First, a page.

• In Israel, pilot trainees who were praised for doing well subsequently performed worse, while trainees who were shouted at for doing poorly performed better.
• Highly intelligent women tend to marry men who are less intelligent.
• Students who get the highest scores in third grade generally get lower scores in fourth grade.
• It’s wrong to conclude that shouting is a more effective tool.
• It’s wrong to conclude that women choose men whose intelligence does not intimidate them.
• It’s wrong to conclude that schools are failing their students.
There’s one reason for each of these truths: a concept called regression to the mean. It explains how we can be misled by luck in our day-to-day lives. An insufficient appreciation of luck and chance can wreak all kinds of mischief in sports, education, medicine, business, politics, and more. Perfectly natural random variation can lead us to attach meaning to the meaningless and in What the Luck?, statistician Gary Smith explains how an understanding of luck can change the way we see just about every aspect of our lives . . . and can help us learn to rely less on random chance, and more on truth.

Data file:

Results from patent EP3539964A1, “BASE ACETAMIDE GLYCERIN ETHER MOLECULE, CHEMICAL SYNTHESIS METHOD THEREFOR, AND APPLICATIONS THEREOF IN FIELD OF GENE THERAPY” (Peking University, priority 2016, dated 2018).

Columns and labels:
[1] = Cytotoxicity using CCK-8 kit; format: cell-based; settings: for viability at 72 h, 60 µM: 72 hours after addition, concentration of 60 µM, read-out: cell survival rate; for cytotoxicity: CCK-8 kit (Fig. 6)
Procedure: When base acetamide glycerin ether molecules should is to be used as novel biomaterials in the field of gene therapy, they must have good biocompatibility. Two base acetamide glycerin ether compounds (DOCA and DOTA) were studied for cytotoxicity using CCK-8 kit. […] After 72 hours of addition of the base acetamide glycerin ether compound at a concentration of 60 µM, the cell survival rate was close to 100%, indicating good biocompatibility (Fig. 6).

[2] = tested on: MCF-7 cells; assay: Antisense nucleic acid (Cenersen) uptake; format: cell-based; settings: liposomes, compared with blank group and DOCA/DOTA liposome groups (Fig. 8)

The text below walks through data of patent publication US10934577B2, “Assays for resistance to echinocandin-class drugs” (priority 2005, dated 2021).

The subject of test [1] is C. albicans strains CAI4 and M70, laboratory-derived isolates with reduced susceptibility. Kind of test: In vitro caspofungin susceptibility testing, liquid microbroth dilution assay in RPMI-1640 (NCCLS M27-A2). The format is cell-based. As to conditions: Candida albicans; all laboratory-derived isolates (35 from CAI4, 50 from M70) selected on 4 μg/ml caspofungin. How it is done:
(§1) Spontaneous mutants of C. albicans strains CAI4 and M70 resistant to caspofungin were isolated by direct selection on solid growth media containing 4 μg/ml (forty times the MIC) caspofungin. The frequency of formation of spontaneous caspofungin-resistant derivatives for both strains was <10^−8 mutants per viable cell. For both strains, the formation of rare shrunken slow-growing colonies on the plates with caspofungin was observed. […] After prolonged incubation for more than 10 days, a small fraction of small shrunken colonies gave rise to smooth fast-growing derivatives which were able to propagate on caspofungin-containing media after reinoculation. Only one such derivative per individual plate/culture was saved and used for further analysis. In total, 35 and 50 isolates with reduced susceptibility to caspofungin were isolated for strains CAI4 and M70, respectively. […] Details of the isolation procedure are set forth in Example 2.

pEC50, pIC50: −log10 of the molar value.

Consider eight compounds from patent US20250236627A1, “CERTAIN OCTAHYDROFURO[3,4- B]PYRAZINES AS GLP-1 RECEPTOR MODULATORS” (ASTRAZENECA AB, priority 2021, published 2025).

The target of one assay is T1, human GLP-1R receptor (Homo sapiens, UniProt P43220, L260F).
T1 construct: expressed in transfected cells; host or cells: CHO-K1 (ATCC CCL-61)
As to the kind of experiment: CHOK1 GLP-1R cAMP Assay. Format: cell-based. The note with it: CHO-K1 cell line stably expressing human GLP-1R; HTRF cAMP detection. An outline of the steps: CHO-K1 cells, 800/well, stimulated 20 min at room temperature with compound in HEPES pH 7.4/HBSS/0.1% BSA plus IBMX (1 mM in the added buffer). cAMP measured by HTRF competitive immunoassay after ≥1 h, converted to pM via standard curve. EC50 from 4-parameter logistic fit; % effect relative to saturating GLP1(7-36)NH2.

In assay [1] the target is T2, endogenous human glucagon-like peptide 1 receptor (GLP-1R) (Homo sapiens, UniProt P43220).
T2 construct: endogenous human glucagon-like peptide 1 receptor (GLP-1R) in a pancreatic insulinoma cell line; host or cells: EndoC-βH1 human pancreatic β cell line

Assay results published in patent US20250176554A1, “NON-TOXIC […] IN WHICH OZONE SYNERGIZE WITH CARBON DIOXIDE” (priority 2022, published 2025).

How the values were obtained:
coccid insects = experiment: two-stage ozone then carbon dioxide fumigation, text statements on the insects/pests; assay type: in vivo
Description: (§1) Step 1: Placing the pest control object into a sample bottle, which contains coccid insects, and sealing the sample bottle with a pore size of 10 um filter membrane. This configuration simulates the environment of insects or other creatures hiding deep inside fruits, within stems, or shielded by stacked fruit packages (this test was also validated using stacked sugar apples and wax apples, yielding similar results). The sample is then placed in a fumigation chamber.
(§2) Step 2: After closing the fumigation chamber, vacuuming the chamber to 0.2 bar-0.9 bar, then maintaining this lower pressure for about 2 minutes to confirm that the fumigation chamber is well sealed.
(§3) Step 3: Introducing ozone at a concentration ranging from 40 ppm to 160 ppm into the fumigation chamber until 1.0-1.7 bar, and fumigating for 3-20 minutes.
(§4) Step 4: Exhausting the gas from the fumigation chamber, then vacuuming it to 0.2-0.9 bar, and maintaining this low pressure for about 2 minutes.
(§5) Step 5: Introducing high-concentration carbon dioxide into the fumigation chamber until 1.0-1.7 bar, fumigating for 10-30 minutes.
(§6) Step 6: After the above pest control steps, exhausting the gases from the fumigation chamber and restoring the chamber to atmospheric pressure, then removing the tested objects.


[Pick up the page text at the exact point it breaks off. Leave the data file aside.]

About the Author:
Gary Smith is the Fletcher Jones Professor of Economics at Pomona College in Claremont, California. He received his Ph.D. in Economics from Yale University and taught there as an Assistant Professor for seven years. He has won two teaching awards and has written (or co-authored) eighty academic papers and twelve books including Standard Deviations: Flawed Assumptions, Tortured Data, and Other Ways to Lie With Statistics, published by Overlook. His research has been featured by Bloomberg Radio Network, CNBC, The Brian Lehrer Show, Forbes, The New York Times,Wall Street Journal, Motley Fool, Newsweek, and BusinessWeek.